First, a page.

Mr R was a 70-year-old man with pulmonary fibrosis and COPD. He was an ex-smoker with a history of ischaemic heart disease. Mr R was on long-term oxygen therapy and had additional oxygen for ambulatory use. In a six-month period, he had three infective exacerbations of his respiratory condition, one of which required hospital admission.
There had been significant deterioration in exercise tolerance and persistent hypoxaemia since his diagnosis seven years previously. He was short of breath at rest and this was compounded by feelings of anxiety. He was becoming increasingly fatigued. On clinical examination he was short of breath with an increased respiratory rate. There were coarse crackles at the lung bases with no wheeze.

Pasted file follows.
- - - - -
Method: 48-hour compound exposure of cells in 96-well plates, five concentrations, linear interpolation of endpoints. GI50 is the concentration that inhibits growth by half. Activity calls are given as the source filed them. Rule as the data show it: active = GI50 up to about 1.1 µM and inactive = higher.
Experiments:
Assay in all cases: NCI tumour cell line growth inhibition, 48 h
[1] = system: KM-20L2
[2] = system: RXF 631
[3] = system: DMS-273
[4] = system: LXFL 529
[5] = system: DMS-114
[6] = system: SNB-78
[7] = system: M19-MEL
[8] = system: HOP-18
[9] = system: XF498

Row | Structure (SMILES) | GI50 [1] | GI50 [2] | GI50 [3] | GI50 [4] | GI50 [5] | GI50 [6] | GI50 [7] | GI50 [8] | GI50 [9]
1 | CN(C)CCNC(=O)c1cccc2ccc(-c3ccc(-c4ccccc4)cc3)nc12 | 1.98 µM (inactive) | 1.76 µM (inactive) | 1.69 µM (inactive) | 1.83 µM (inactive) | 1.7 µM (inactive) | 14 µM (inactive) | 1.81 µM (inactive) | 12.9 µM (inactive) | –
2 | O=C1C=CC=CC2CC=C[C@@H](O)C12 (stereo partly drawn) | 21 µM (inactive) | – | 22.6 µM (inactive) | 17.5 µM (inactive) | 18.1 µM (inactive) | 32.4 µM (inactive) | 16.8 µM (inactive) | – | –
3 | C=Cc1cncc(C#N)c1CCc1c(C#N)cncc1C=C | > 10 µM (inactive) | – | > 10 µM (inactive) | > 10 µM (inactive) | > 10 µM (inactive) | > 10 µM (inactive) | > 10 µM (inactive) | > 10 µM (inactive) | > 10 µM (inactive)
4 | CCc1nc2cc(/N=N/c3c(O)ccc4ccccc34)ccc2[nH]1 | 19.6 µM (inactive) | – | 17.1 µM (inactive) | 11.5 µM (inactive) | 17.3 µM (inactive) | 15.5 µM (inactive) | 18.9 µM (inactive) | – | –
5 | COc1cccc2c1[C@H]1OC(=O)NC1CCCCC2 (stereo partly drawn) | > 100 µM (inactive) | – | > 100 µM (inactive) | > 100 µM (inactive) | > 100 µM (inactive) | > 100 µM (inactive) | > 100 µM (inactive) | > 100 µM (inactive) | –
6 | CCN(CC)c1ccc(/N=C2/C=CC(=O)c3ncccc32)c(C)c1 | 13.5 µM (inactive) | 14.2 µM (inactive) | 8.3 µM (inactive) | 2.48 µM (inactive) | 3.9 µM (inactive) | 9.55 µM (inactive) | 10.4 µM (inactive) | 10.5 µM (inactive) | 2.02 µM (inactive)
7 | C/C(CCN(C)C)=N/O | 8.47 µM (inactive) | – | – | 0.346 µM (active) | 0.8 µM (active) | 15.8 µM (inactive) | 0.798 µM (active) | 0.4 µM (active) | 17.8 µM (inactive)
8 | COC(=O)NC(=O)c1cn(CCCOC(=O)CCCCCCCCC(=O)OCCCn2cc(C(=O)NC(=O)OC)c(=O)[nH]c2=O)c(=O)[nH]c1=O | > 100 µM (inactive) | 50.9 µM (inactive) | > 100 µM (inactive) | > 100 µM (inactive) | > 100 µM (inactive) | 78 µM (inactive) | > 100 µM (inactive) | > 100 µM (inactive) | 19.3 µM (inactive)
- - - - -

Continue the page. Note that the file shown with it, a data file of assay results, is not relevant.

Mr R lived with his wife and daughter. He had expressed to his GP his fears in relation to dying. He was particularly concerned about how his wife would cope. Importantly, he felt that he had not previously understood his diagnosis and prognosis prior to his last hospital admission. Recognising deterioration and end-stage respiratory failure were key in this case. Mr R died in the local hospice 3 months later. He chose it as his preferred place of care after visiting it and speaking to the hospice counsellor.
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